Nostalgia

I don’t know why and I know that it just isn’t me, because everyone I’ve spoken with today has said they feel as if this has been the longest week ever!

The woods were so quiet this morning. I only passed one other person out with her two Jack Russells. The sunbeams were distilled through the leaves, moving in and out as the breeze shook the branches; little tracks of light making the path glow. I could see my breath. It was a perfect autumnal morning.

I love the way the light changes this time of year. The shadows become longer. The light becomes whiter. My Nana’s dining room was at the corner of the house, so light filtered in from the front and the sides. Near one of the windows in the corner she had a Christmas cactus that sat on a tall wooden plant stand.

The afternoon autumnal light would be so pure the cactus almost appeared as it was glowing. The light would move across the dining room table and come to rest on the opposite wall. I would sit at the kitchen table watching the light dance about. It always made me think of Cranberries, by Andrew Wyeth.

We hardly ever turn on the TV, but last night the Mercury Prize Awards were on and Mr. Michie wanted to see some of the acts perform. Sampha, won the prize and we were both very happy with the judges decision. He played, “(No One Knows Me) Like the Piano”.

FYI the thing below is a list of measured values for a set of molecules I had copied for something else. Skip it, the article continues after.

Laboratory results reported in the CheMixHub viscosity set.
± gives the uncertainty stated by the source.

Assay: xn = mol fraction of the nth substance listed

I have no idea why, because there was not a piano in the dining room, or even in my Nana’s house for that matter. But, this song makes me think of her home. I suppose it speaks to me because her house knew me well.  I used to clean for her and my other Grandmother for pocket money. I was usually saving up to buy Christmas presents. Her walls heard my voice, her furniture knew the touch of my hand. Her stove was incredibly fun to cook on, this perfect 1960s avocado green beauty. I think this song makes me feel nostalgic. The changing of seasons makes me feel that way as well, excited for what is to come and sad to let the previous season slip away.

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Caught Between Two Worlds

I have long been an admirer of Frida Kahlo. I am of the opinion that certain artists speak to you on a level that goes beyond simply “liking” or “appreciating” their work. Kahlo speaks to me. One painting in particular that I always reflect on is, The Two Fridas, 1939. It was painted after her divorce from Diego Rivera. The two Fridas are sitting, holding hands with their hearts interlinked. One enrobed in traditional Tehuana dress and the other in westernised clothing.